The statute violates the U.S. Constitution, judge panel says


Capital Press

A group of California winemakers has prevailed in a legal battle over restrictions on direct-to-consumer wine shipping.

On Jan. 14, a federal appellate court ruled that a state law unconstitutionally hinders interstate commerce by restricting the ability of large wineries to sell directly to consumers.

Though the lawsuit was between winemakers in California and regulators in Massachusetts, the ruling has broader implications for the wine industry, said Paul Kronenberg, president of the Family Winemakers of California, plaintiff in the case.

"It affects wineries across California and the United States," said Kronenberg.

The Massachusetts attorney general's office is still reviewing the decision and can't comment on the possibility of an appeal, a spokesperson said.

Craig Wolf, president and CEO of the Wine and Spirits Wholesalers of America, an organization representing distributors, said he was disappointed by the ruling.

"Judges shouldn't be making the decisions about alcohol policy. States should," he said.

The Family Winemakers of California had successfully challenged the law in federal district court, but the Massachusetts Alcoholic Beverages Control Commission appealed that decision.

The statute prohibits wineries that produce more than 30,000 gallons a year from selling directly to consumers if they also market wine through wholesale distributors.

Under that law, only small wineries are allowed to sell directly to consumers and through wholesalers.

The statute violates the U.S. Constitution by shifting "the competitive balance between in-state and out-of-state wineries in a way that benefits Massachusetts wineries and significantly burdens out-of state competitors," according to a three-judge panel from the 1st U.S. Circuit Court of Appeals.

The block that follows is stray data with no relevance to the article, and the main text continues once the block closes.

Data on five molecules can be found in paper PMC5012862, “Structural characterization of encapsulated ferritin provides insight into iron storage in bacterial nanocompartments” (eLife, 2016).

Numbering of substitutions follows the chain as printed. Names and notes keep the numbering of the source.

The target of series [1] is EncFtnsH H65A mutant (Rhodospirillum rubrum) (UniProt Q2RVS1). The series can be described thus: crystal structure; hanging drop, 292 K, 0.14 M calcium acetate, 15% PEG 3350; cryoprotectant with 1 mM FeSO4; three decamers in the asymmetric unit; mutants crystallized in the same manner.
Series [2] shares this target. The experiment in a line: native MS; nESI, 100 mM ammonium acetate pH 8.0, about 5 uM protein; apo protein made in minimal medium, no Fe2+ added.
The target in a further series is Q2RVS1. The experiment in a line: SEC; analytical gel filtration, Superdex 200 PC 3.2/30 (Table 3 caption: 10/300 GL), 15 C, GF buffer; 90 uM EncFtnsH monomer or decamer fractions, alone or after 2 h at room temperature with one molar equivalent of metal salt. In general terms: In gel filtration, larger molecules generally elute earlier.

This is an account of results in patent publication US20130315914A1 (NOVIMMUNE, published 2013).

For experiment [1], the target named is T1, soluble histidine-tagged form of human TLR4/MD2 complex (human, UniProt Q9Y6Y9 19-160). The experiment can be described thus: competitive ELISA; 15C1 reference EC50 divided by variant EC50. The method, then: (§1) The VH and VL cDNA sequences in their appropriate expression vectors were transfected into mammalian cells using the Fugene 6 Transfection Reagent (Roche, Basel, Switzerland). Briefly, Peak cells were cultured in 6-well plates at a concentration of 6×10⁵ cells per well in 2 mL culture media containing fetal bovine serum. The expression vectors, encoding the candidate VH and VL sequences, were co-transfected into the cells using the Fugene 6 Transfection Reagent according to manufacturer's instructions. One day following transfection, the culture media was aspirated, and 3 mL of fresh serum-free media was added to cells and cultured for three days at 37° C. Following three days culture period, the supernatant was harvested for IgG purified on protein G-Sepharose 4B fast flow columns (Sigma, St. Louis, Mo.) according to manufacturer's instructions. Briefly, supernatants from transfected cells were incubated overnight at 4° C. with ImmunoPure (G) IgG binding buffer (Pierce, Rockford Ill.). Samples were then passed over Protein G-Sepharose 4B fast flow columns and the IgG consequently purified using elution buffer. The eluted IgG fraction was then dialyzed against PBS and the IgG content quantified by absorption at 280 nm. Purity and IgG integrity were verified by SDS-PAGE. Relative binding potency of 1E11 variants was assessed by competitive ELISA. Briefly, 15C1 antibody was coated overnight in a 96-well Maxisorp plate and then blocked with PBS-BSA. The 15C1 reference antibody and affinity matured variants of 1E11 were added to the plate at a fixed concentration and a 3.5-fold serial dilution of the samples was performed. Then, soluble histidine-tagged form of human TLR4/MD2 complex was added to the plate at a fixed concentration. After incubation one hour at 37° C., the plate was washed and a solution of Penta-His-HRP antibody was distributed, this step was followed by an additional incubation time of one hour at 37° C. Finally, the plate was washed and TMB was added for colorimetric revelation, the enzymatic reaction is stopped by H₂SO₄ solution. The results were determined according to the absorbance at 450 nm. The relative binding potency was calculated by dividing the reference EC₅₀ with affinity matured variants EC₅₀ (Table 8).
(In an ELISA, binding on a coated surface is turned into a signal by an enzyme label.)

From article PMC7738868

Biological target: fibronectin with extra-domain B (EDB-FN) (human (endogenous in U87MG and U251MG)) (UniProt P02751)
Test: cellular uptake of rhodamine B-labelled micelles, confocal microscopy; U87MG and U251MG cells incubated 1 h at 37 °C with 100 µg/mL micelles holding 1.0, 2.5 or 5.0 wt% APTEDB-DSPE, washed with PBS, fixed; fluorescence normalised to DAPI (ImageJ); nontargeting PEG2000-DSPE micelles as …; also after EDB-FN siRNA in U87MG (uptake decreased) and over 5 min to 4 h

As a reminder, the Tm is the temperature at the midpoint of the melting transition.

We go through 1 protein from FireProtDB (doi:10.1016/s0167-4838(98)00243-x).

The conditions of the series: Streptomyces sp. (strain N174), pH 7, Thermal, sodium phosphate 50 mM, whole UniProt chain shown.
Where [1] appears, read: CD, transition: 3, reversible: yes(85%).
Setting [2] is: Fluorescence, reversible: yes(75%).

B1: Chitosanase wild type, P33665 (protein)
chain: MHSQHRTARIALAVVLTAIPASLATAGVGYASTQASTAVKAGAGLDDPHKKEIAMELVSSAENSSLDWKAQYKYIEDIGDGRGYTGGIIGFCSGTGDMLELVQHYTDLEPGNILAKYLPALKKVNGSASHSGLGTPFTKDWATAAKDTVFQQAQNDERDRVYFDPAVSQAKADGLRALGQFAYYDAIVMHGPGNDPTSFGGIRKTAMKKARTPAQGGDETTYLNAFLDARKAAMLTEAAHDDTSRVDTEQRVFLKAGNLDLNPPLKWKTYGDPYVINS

Most U.S. wine is produced by larger wineries that can't realistically stop marketing through wholesalers, whereas all of the wine producers in Massachusetts fall within the small-winery category specified in the law, the court said.

The law was initially passed in 2006, a year after the U.S. Supreme Court ruled that states can't prohibit out-of-state wineries from selling wine directly to consumers if they allow in-state wineries to do so.

Massachusetts and several other states passed laws that limit direct sales based on winery size to get around the Supreme Court decision, said Kronenberg.

The recent appellate court decision is important because Massachusetts is one of the top wine-importing states in the U.S., he said.

"There's a strong message that production cap restrictions in statute don't pass legal muster," Kronenberg said.

Protectionist impulses compel some states to craft such laws, which are supported by wholesalers that want to maintain control over the wine market through direct-shipping restrictions, he said.

Wolf disagreed with that characterization, saying the Massachusetts law was even-handed with in-state and out-of-state wineries. The statute was intended to give all small wineries a leg up, not just those in Massachusetts, he said.

"They opened the door to competition for wineries all over the country," Wolf said.

Federal courts have been unable to agree on the legality of production-based restrictions on direct-to-consumer wine sales.

Another federal district court upheld a comparable Arizona statute, but that decision has been appealed to the 9th Circuit Court of Appeals, he said.

A disagreement between federal appellate courts could potentially lead to another Supreme Court case, though it's too early to speculate about that outcome, Wolf said.

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